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Installing Windows XP and Service Pack 2 with 1 CD

Daniel Schuhmann
Bert Töpelt

Original document: http://www6.tomshardware.com/howto/20040908/index.html

Installing Windows XP and the recently released Service Pack 2 no longer requires separate installations. Using a process called slipstreaming, Microsoft allows users to burn CDs that combine a Windows XP installation CD and Service Pack 2.

Installing or reinstalling WindowsXP typically requires the additional task of installing Service Pack 2 separately. After installing WindowsXP, users must then go through the tedious process of installing Service Pack 2 updates and drivers. However, Microsoft offers an alternative. Using a process called slipstreaming, users can burn CDs that combine a WindowsXP installation CD and Service Pack 2. This makes the whole Windows installation run considerably faster.

Administrators in larger companies can especially benefit from this method. But even private users can make their lives easier, especially if they have to reinstall their systems more frequently because of extensive hardware changes (modders, for example).


What Do You Need?

Integrating the service pack (the process is called slipstreaming) onto one CD requires:

  • the original WindowsXP installation CD, naturally with a legal license;
  • an application for extracting the boot loader (in our case, Isobuster);
  • CD burner software that supports bootable CDs (we use Nero);
  • Service Pack 2 in the network version;
  • a CD burner for creating the finished CD.

All classic versions of WindowsXP are suited to slipstreaming, so it does not matter whether it is an OEM version of WindowsXP Home or an update version of XP Professional. Even volume licenses for larger companies are supported. The only things that can cause problems are the special recovery CDs that come with most mobile computing systems. Often, special versions are used for these that create predefined partitions on the hard drive and install a complete system image. Slipstreaming is not always possible with these recovery CDs, but you can still try.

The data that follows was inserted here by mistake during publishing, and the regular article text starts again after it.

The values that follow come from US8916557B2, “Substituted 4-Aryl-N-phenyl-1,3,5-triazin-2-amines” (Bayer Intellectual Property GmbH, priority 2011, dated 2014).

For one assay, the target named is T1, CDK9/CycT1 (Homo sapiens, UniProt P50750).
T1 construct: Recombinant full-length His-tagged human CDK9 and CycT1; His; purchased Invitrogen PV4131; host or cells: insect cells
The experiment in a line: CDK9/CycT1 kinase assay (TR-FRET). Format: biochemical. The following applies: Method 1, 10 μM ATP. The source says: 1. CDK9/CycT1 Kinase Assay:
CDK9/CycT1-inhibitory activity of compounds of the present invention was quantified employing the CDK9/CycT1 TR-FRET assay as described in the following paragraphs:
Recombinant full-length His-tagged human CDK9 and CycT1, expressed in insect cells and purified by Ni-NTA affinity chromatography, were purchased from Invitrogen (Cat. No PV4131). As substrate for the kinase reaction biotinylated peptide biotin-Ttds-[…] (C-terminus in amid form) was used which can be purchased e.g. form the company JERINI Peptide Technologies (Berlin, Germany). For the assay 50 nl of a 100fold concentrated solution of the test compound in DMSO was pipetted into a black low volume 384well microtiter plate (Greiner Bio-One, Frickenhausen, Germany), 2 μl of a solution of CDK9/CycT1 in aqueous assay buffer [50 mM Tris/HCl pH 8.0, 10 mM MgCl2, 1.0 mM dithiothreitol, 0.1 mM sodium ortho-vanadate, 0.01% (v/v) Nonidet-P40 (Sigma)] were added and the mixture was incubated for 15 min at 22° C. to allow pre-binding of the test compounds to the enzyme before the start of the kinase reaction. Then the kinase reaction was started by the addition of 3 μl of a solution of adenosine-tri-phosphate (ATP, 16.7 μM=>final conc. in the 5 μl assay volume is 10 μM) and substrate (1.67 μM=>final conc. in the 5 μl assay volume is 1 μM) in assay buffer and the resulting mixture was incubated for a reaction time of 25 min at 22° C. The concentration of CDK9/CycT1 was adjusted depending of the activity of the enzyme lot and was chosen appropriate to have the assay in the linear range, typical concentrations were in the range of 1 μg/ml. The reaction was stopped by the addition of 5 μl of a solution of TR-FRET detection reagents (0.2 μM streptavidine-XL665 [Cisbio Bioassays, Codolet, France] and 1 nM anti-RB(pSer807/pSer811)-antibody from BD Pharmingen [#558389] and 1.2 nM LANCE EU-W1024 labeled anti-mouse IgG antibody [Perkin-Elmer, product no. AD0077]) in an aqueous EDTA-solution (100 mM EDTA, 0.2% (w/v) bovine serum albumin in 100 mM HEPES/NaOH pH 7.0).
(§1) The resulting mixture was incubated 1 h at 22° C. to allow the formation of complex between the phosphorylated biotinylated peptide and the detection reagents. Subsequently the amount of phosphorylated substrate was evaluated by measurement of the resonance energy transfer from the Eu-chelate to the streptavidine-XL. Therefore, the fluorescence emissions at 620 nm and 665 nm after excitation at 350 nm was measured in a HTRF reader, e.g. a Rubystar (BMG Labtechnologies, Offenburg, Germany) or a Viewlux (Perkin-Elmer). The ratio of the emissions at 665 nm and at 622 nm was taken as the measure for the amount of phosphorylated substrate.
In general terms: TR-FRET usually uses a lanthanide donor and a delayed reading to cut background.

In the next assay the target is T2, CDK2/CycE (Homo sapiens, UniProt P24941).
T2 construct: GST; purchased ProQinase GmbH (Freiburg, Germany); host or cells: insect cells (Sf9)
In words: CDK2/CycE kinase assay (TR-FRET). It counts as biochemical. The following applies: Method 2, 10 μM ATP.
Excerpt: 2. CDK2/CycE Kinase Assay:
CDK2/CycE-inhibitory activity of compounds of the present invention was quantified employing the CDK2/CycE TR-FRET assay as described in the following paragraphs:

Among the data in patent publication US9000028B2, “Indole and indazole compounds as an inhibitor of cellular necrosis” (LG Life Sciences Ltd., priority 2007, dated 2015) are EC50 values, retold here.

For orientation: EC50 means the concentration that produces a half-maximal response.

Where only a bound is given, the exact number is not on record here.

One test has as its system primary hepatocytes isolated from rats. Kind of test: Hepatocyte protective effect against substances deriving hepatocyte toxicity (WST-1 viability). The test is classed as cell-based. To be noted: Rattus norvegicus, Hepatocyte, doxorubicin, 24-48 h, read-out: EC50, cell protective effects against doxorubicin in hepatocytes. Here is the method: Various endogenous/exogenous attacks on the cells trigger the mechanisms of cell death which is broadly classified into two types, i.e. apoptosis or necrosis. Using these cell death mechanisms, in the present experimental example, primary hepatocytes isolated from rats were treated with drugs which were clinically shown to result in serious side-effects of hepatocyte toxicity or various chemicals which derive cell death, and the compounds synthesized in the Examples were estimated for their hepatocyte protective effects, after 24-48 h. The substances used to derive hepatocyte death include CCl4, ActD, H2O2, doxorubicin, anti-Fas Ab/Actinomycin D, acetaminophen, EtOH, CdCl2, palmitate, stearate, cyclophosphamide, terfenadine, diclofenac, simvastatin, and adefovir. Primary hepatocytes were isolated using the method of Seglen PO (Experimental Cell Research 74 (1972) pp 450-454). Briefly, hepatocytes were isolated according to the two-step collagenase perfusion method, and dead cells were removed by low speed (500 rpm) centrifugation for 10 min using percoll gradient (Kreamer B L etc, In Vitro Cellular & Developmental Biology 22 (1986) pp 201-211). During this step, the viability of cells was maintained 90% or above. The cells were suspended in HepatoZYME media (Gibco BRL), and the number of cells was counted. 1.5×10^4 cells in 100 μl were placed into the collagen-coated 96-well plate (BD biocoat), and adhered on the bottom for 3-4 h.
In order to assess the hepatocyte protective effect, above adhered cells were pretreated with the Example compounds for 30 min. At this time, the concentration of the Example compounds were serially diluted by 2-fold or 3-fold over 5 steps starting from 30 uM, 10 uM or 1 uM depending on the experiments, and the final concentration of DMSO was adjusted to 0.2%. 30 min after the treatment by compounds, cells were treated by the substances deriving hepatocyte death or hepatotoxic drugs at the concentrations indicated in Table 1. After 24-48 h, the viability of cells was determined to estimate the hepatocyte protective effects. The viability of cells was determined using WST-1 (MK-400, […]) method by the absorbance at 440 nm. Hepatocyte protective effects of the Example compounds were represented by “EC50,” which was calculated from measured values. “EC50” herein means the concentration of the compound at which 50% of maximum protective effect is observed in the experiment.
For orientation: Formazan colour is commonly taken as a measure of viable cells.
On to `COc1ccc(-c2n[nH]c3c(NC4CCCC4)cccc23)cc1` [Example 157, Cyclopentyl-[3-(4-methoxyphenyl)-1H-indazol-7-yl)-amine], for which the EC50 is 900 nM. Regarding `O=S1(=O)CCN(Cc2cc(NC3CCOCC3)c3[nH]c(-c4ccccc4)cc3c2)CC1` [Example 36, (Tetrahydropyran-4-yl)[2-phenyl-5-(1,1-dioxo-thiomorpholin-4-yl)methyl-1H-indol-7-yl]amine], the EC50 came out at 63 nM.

Where To Start: Copying The WindowsXP CD To The Computer

First a folder structure needs to be created on the hard drive. For the whole job, one gigabyte of disk memory is recommended just for the time being. In other words, a partition with enough free storage space should be selected.

A WIN_CD folder will be created here, as well as two sub-folders within it, CD and SP.

The content of the WindowsXP CD is now copied into the CD folder.

 Now it's time to download Service Pack 2, which you can do here: Microsoft WindowsXP SP2 English

This "network installation" differs from the standard version in that it contains all files. The standard version, on the other hand, compares up front which files are already available and only loads the necessary files from the Net, considerably reducing Internet traffic. However, it is really not suited for slipstreaming, which is why the 270 MB network version needs to be loaded. The WindowsXP-KB835935-SP2-ENU.exe (English) file is saved in the newly created SP directory.


The Slipstream Process

After downloading, it's time to integrate the service pack on the XP CD. In order to do this, the large file needs to be unpacked. Unpacking is controlled by the special parameter /x, for which you need the DOS prompt:

 Run (Execute) | cmd opens the DOS prompt

After the prompt has been opened, you need to switch to the SP directory. This is done with the command cd \WIN_CD\SP. After this, the service pack installation is started with the parameter /x. The complicated filename does not need to be typed in; just pressing the Tab key will insert the filename into the window.